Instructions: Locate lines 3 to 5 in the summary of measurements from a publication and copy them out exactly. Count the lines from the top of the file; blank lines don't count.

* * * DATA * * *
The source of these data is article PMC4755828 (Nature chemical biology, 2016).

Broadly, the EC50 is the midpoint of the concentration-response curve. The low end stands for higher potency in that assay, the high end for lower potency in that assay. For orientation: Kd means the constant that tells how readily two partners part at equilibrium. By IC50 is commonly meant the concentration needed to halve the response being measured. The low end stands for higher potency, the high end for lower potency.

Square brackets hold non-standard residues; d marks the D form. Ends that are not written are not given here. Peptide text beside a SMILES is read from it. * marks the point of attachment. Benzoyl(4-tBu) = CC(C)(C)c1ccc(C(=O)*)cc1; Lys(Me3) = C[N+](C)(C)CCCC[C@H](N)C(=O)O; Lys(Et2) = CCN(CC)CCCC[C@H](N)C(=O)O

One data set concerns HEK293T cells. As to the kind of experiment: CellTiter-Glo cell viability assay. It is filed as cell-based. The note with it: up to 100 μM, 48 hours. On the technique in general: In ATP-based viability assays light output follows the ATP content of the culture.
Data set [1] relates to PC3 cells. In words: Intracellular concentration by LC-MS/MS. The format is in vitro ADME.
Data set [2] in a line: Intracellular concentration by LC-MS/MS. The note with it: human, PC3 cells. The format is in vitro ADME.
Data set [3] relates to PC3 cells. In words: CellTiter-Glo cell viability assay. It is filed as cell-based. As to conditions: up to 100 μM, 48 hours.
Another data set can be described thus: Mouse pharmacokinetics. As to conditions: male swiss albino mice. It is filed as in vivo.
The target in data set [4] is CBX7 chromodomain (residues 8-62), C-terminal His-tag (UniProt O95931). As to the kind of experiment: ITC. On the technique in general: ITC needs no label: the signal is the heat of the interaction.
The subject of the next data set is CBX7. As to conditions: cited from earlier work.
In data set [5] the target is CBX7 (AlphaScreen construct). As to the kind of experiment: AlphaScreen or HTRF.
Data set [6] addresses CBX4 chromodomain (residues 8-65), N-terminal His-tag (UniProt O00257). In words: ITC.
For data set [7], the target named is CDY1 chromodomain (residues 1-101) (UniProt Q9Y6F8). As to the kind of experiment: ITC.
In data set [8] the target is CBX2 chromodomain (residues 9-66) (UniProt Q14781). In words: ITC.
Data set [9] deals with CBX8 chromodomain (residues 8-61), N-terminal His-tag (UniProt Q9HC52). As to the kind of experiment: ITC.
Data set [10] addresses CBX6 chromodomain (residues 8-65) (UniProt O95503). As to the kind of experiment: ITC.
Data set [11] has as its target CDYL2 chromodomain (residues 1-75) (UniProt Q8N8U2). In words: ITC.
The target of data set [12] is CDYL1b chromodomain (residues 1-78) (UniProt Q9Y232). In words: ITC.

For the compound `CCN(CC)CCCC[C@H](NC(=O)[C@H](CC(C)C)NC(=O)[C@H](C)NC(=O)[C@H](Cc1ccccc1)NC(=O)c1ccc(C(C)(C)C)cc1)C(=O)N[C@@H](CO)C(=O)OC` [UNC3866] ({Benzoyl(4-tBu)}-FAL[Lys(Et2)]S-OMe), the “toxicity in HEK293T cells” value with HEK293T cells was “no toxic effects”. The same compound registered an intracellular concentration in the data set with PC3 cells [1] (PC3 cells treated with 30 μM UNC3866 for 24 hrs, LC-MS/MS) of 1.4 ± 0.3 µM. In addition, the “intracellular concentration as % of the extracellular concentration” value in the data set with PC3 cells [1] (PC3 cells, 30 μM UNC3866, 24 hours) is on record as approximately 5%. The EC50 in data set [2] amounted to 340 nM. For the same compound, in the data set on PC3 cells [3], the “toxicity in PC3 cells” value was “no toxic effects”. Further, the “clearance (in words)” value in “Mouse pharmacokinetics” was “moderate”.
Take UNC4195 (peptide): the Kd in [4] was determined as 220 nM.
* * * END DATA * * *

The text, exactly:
Square brackets hold non-standard residues; d marks the D form. Ends that are not written are not given here. Peptide text beside a SMILES is read from it. * marks the point of attachment. Benzoyl(4-tBu) = CC(C)(C)c1ccc(C(=O)*)cc1; Lys(Me3) = C[N+](C)(C)CCCC[C@H](N)C(=O)O; Lys(Et2) = CCN(CC)CCCC[C@H](N)C(=O)O

One data set concerns HEK293T cells. As to the kind of experiment: CellTiter-Glo cell viability assay. It is filed as cell-based. The note with it: up to 100 μM, 48 hours. On the technique in general: In ATP-based viability assays light output follows the ATP content of the culture.
Data set [1] relates to PC3 cells. In words: Intracellular concentration by LC-MS/MS. The format is in vitro ADME.